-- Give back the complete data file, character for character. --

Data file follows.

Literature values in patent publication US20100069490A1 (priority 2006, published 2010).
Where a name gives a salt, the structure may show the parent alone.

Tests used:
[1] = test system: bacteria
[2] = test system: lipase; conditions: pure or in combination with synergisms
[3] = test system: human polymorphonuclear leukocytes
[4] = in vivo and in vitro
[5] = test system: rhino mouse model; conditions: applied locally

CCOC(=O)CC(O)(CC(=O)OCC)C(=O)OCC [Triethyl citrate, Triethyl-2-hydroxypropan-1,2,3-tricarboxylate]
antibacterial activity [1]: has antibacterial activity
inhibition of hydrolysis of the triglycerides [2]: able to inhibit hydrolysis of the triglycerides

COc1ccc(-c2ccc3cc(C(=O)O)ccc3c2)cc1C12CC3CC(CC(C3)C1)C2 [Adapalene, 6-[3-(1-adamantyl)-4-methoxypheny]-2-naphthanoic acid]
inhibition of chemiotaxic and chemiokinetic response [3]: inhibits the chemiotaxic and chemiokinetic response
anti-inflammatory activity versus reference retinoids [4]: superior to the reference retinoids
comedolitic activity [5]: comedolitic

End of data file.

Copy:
Literature values in patent publication US20100069490A1 (priority 2006, published 2010).
Where a name gives a salt, the structure may show the parent alone.

Tests used:
[1] = test system: bacteria
[2] = test system: lipase; conditions: pure or in combination with synergisms
[3] = test system: human polymorphonuclear leukocytes
[4] = in vivo and in vitro
[5] = test system: rhino mouse model; conditions: applied locally

CCOC(=O)CC(O)(CC(=O)OCC)C(=O)OCC [Triethyl citrate, Triethyl-2-hydroxypropan-1,2,3-tricarboxylate]
antibacterial activity [1]: has antibacterial activity
inhibition of hydrolysis of the triglycerides [2]: able to inhibit hydrolysis of the triglycerides

COc1ccc(-c2ccc3cc(C(=O)O)ccc3c2)cc1C12CC3CC(CC(C3)C1)C2 [Adapalene, 6-[3-(1-adamantyl)-4-methoxypheny]-2-naphthanoic acid]
inhibition of chemiotaxic and chemiokinetic response [3]: inhibits the chemiotaxic and chemiokinetic response
anti-inflammatory activity versus reference retinoids [4]: superior to the reference retinoids
comedolitic activity [5]: comedolitic